Artemis Valsamaki interviewed by Marietta Kontogianni

Published: 19.10.2017
Marietta Kontogianni & Artemis Valsamaki Marietta Kontogianni & Artemis Valsamaki
Marietta Kontogianni
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Conversation with Artemis, the winner of 2016 The After Joya Effect III. Exploring more of her large colourful sculptures, a visualization of her thoughts, wearable story and the way she communicates.

Ελληνική έκδοση - Greek version      View / hide description

The jewelry designer Artemis Valsamaki, won in 2016 the Public Award at the exhibition "The After Joya Effect III" at Popeye loves Olive - Art Space during the 1st Athens Jewelry Week.

The After Joya Effect” is a contemporary jewelry group exhibition organised annually by Erato Kouloubi, founder of Popey Loves Olive, a little bit after each years Joya Barcelona Art Jewelry Fair, with works from selected participants of Joya.

Artemis Valsamaki award was a solo exhibition for the first time in Greece, set up by the gallery in April 2017, called "Under the surface". Later on, on October 2017 the artist showed most of the works of her Athenian exhibition in Joya. These works were part of the “Myth Series IV”. 

Artemis' one of a kind works are large colourful pieces that look more like sculptured metal objects, or adults’ toys, rather than jewelry, and each of them has a story to tell. She draws her inspiration “from the human relationship, dreams, Greek mythology, reality and fantasy and whatever hides an emotional power”. Her intention is “to create a visual, narrative story to be worn".

Amulet, brooch - Copper, silver, acrylic, 2017, photo by Alexis Kamitsos.

Your jewelry seems like figures that come from an imaginative world, but in the main time are so down-to-earth. Would you like to describe me this world of yours from which you get inspired?
I don’t know if I can give a correct definition to this world. All I can say is that as a person I like to think a lot about and to analyze whatever interests me. For that reason, I decided to visualize my thoughts and to communicate them through my work. Dreams, human nature, instincts, proverbs, myths, fairy tales and so many other things to mention a few, are valuable for me and that’s why I am interested in transmitting them to the real world.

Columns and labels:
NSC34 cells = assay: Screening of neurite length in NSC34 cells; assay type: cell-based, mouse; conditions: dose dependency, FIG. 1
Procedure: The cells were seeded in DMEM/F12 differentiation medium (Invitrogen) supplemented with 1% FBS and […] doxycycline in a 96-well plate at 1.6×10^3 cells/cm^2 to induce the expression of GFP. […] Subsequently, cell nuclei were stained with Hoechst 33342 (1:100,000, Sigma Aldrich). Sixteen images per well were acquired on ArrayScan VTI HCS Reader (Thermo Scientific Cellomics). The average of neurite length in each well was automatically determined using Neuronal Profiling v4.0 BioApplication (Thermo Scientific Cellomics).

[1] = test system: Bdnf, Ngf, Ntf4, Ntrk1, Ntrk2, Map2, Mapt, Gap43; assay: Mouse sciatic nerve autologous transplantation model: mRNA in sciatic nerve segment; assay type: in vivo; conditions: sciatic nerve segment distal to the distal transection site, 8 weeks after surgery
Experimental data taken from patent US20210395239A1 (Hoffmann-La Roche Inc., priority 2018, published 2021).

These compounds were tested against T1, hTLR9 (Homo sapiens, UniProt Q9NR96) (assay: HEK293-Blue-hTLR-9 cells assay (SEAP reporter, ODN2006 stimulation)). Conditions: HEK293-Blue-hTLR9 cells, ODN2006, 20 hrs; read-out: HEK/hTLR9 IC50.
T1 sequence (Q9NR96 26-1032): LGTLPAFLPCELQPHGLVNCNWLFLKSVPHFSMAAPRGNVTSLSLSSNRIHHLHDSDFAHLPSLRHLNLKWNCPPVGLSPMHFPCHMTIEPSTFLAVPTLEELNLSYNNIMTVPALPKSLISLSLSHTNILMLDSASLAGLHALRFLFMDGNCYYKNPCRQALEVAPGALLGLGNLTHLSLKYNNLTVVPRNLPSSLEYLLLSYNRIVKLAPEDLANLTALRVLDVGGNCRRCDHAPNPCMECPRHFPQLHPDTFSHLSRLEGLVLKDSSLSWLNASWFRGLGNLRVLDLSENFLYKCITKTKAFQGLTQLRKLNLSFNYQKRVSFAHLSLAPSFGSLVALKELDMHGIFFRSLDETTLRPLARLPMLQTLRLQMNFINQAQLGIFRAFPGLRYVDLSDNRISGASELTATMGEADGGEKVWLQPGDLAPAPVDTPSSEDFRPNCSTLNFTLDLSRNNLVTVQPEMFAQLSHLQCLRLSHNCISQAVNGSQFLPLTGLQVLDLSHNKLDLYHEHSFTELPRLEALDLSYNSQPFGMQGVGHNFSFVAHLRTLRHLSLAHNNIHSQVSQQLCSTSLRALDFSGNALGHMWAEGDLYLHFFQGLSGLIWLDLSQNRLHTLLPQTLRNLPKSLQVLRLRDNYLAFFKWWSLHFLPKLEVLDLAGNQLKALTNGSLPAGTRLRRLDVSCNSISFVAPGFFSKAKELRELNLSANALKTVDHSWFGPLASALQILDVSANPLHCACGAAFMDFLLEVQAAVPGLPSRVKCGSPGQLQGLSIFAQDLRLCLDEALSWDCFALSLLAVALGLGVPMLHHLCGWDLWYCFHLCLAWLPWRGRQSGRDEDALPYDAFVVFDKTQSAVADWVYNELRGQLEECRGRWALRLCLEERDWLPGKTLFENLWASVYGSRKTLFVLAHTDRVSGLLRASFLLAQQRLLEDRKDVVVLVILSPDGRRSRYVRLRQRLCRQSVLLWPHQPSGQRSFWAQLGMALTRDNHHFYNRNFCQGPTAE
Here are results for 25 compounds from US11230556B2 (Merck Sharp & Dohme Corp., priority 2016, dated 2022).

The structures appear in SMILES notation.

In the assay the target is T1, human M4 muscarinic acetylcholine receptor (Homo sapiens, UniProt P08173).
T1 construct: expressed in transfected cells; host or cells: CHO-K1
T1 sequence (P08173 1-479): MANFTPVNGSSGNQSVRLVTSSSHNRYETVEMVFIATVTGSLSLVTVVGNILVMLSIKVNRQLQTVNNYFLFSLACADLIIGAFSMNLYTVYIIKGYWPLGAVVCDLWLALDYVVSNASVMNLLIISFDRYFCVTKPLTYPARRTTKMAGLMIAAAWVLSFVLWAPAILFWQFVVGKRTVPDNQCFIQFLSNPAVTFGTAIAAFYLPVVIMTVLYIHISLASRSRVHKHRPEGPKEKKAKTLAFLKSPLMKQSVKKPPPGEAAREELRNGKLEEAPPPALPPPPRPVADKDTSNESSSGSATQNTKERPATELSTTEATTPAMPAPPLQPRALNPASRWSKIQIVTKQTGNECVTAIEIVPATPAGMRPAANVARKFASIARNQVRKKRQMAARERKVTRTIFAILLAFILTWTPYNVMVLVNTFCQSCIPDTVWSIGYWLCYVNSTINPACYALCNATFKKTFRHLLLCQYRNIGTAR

What is the process of your work?
All begin with the message I want to communicate through my work. Nothing is done by chance. If I don’t have anything to say I prefer to let time go until what I want to say comes out naturally. Then my thought becomes a design. Sometimes I create mockups before I start working with the metal. When I finish with all the metalworking, the soldering and the finishing of the metal, I do the painting, the polishing and, the most important above all, the join of the pieces together which sometimes turn to be very time-consuming.

What? - Copper, silver, acrylic, 2016, photo by Alexis Kamitsos.
You hear but you don’t listen. Poor communication!

What materials do you use the most?
I use mainly copper, more than I use bronze and silver. Bronze for me is a very noble metal.

Your jewelry is multicolored always painted in bold colors. What color means to you?  
Color is the most important part of my work. The absence of color makes me feel anxious. The presence of color is life. Each color has its own symbolism which related to the theme on which is based each of my jewelry series.

Ofis, ring - Copper, silver, acrylic colour, 2016, photo by Alexis Kamitsos.
“Ofis” is an ancient Greek word for “snake”.
“Office” is an English word for an area where work is done.
language, there are two different words for “work” with two different meanings. “Work” meaning “slavery”. “Work” meaning producing “work”. Sometimes your work can be your venom.

Most of your jewelry pieces come together with a small note written by you, in which you play with words connecting your imaginary world with the real one sending a message to the reader. For example, at the “Ofis” piece note you play with the words “Ofis” and “Office” and at the “Self-fish” piece note you play with the words “Selfish” and “fish”. Please explain me this allegoric word game of yours.